AWS Organizations
User Guide

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How SCPs Work

The following illustration shows how SCPs work.

In this illustration, the root has an SCP attached that allows permissions A, B, and C. An OU in that root has an SCP that allows C, D, and E. Because the root's OU doesn't allow D or E, nothing in the root or any of its children can use them, including the parent OU. Even though the parent OU explicitly allows them, they end up blocked because they're blocked by the root. Also, because the OU's SCP doesn't allow A or B, those permissions are blocked for the parent OU and any of its children. However, other OUs under the root that are peers to the parent OU could allow A and B.

Users and roles must still be granted permissions using IAM permission policies attached to them or to groups. The SCPs filter the permissions granted by such policies, and the user can't perform any actions that the applicable SCPs don't allow. Actions allowed by the SCPs can be used if they are granted to the user or role by one or more IAM permission policies.

When you attach SCPs to the root, OUs, or directly to accounts, all policies that affect a given account are evaluated together using the same rules that govern IAM permission policies:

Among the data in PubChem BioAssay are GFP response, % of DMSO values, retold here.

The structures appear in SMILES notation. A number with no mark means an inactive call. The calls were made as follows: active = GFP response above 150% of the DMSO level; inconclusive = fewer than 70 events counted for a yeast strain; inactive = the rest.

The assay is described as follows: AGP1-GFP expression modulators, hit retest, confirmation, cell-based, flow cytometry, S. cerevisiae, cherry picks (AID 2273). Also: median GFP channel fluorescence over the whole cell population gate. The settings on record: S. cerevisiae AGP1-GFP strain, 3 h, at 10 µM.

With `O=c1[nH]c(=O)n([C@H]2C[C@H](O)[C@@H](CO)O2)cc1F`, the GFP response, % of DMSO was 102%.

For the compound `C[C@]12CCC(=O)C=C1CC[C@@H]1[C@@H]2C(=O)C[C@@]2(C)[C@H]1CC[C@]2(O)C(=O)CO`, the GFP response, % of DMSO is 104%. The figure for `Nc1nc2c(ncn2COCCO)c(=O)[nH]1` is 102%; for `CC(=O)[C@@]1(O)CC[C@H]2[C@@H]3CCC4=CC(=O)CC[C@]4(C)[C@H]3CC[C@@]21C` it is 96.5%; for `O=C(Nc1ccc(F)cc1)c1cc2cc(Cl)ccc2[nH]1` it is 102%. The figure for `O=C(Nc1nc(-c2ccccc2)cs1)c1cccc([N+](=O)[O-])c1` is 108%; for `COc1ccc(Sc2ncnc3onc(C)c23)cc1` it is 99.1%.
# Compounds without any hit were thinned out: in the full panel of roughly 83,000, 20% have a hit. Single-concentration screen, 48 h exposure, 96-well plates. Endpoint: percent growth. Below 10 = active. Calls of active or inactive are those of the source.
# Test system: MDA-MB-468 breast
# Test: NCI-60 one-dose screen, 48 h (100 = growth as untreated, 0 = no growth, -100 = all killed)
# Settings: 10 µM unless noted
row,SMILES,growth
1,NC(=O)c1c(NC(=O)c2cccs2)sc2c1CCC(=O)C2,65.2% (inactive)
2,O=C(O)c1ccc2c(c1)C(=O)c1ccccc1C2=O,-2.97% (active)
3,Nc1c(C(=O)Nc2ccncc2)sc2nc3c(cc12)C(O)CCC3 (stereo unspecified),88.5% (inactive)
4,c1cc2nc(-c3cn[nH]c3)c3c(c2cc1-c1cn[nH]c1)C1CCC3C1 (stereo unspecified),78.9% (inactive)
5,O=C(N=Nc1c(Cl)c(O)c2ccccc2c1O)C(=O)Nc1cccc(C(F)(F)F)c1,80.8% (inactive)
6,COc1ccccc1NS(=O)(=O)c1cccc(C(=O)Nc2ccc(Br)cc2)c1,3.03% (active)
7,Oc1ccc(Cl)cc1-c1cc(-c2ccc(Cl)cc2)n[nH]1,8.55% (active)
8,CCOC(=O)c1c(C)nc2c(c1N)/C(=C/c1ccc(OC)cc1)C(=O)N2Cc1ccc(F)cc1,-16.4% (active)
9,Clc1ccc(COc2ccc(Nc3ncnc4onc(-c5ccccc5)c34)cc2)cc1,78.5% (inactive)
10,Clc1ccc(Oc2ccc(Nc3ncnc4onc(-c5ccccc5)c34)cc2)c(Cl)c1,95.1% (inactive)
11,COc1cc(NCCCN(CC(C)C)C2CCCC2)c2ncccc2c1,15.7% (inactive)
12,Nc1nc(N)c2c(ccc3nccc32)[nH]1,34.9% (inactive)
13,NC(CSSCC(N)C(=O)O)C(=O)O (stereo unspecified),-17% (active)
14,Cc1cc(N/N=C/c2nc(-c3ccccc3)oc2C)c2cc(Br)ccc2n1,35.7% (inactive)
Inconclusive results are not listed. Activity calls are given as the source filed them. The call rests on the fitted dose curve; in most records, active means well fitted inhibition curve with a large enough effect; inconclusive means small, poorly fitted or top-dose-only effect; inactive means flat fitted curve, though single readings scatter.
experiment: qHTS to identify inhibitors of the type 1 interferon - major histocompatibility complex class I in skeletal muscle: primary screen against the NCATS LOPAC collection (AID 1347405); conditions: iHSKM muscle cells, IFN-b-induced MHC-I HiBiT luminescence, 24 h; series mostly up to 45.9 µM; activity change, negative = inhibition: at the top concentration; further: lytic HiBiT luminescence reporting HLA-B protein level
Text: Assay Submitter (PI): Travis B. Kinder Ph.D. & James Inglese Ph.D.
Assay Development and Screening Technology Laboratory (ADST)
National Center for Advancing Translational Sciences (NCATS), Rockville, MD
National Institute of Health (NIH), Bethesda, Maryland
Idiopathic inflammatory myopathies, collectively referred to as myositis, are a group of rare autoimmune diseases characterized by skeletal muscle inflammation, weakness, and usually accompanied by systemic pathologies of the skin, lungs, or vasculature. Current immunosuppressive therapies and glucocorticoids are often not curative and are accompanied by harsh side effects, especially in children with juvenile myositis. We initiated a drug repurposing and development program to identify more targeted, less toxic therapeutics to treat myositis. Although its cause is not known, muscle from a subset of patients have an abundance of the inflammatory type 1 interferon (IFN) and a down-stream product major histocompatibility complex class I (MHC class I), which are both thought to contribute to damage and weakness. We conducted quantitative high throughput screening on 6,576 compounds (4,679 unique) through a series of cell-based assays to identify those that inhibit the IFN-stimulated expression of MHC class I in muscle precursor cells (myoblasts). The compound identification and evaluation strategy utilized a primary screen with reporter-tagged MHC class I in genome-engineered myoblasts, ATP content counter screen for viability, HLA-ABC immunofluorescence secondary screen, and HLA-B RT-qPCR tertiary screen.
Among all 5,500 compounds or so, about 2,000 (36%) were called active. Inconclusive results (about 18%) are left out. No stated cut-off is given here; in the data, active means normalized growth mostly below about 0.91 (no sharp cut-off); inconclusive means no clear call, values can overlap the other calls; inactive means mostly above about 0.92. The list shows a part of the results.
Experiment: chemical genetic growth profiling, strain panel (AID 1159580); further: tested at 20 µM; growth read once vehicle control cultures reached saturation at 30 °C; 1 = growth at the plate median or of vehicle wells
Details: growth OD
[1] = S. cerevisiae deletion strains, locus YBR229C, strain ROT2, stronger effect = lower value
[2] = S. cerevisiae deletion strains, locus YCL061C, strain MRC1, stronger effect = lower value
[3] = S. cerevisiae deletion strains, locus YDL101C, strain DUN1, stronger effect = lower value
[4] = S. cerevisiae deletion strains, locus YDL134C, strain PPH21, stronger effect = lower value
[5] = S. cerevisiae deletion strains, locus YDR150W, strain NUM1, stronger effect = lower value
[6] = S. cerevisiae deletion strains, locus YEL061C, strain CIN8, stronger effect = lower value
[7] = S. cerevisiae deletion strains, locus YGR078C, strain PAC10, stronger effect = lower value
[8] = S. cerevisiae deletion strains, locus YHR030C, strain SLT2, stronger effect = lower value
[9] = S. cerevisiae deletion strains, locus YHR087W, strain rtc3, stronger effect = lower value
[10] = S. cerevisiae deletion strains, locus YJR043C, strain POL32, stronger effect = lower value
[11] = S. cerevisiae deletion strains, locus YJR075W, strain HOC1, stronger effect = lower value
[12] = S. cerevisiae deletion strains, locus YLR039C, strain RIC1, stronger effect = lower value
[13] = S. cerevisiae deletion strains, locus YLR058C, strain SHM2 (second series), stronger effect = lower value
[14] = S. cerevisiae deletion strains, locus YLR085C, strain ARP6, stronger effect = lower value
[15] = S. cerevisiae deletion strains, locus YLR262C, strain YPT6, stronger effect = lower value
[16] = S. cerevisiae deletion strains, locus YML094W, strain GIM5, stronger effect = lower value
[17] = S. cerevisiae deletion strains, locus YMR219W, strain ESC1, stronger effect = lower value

• Any action that has an explicit Deny in an SCP can't be delegated to users or roles in the affected accounts. An explicit Deny statement overrides any Allow that other SCPs might grant.

  • Any action that has an explicit Allow in an SCP (such as the default "*" SCP or by any other SCP that calls out a specific service or action) can be delegated to users and roles in the affected accounts.

  • Any action that isn't explicitly allowed by an SCP is implicitly denied and can't be delegated to users or roles in the affected accounts.

By default, an SCP named FullAWSAccess is attached to every root, OU, and account. This default SCP allows all actions and all services. So in a new organization, until you start creating or manipulating the SCPs, all of your existing IAM permissions continue to operate as they did. As soon as you apply a new or modified SCP to a root or OU that contains an account, the permissions that your users have in that account become filtered by the SCP. Permissions that used to work might now be denied if they're not allowed by the SCP at every level of the hierarchy down to the specified account.

If you disable the SCP policy type in a root, all SCPs are automatically detached from all entities in that root. If you reenable SCPs in that root, all the original attachments are lost, and all entities are reset to being attached to only the default FullAWSAccess SCP.

For details about the syntax of SCPs, see SCP Syntax.